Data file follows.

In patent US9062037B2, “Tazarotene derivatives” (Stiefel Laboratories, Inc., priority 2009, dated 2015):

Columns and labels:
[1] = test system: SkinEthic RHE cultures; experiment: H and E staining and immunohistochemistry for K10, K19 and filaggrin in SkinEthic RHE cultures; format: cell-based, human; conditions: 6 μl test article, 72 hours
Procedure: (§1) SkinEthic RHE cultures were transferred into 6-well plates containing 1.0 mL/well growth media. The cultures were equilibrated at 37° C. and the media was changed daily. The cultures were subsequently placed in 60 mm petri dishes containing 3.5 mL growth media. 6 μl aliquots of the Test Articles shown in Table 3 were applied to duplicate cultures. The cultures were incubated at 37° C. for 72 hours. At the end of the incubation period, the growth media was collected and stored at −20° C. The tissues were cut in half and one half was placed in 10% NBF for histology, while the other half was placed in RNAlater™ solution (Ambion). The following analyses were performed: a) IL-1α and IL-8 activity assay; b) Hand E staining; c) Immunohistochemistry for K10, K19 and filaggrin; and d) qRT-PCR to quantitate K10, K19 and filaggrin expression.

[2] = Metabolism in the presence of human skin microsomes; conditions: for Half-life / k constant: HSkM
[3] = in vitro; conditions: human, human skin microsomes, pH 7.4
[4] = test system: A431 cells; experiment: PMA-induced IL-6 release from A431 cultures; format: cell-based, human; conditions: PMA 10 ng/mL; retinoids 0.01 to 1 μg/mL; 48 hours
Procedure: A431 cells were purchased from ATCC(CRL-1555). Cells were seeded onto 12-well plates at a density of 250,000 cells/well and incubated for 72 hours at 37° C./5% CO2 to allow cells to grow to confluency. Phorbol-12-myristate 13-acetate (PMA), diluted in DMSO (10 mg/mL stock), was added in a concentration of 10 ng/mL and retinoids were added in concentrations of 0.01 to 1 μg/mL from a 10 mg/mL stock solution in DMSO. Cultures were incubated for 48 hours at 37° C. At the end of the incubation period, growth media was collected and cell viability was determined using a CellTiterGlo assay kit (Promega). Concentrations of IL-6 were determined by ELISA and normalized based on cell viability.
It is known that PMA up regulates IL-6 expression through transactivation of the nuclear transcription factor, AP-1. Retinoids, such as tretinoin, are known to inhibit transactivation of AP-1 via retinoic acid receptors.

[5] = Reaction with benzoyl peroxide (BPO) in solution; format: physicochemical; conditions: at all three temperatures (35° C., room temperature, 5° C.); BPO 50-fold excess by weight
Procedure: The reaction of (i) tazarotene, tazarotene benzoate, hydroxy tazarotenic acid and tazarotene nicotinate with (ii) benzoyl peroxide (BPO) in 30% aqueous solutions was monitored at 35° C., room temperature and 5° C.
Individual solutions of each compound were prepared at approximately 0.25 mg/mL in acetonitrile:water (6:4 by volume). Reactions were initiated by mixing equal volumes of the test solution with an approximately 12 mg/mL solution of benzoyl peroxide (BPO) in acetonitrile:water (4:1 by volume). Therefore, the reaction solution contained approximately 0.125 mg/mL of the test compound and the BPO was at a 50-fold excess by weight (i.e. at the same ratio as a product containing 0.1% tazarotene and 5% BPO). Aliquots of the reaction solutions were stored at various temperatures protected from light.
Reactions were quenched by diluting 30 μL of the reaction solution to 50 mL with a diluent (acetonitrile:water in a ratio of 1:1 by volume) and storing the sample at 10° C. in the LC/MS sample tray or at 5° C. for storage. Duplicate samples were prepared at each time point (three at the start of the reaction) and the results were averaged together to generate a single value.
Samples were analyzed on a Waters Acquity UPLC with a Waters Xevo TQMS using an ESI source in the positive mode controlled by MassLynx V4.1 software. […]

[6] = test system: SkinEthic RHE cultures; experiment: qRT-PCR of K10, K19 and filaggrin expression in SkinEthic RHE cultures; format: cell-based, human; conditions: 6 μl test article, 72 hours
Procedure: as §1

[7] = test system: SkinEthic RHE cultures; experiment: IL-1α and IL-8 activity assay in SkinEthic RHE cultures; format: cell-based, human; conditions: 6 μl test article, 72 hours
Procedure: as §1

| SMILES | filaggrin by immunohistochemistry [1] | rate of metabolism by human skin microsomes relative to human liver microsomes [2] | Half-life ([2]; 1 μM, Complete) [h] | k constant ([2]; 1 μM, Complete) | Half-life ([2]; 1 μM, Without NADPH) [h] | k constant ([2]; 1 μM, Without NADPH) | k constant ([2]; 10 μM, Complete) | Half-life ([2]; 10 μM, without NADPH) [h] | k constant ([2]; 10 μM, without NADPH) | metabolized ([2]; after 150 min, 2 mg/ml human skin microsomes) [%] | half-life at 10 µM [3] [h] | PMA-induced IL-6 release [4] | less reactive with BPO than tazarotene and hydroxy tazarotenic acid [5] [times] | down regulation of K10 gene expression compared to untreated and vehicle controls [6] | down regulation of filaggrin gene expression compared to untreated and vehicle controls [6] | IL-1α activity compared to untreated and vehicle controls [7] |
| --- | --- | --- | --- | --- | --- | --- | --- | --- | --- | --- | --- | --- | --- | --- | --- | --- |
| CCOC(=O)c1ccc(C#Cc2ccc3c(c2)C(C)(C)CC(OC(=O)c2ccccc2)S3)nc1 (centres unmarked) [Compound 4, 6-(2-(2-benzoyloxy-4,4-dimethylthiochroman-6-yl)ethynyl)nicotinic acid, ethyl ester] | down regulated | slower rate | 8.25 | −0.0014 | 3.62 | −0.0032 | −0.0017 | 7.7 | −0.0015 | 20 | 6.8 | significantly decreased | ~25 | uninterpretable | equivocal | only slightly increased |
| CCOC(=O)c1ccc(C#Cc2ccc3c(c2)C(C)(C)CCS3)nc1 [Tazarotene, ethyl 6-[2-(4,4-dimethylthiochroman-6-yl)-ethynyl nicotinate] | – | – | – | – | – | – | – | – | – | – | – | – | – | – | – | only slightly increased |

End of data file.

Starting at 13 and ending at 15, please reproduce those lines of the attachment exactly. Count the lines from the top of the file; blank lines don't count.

Reactions were quenched by diluting 30 μL of the reaction solution to 50 mL with a diluent (acetonitrile:water in a ratio of 1:1 by volume) and storing the sample at 10° C. in the LC/MS sample tray or at 5° C. for storage. Duplicate samples were prepared at each time point (three at the start of the reaction) and the results were averaged together to generate a single value.
Samples were analyzed on a Waters Acquity UPLC with a Waters Xevo TQMS using an ESI source in the positive mode controlled by MassLynx V4.1 software. […]

[6] = test system: SkinEthic RHE cultures; experiment: qRT-PCR of K10, K19 and filaggrin expression in SkinEthic RHE cultures; format: cell-based, human; conditions: 6 μl test article, 72 hours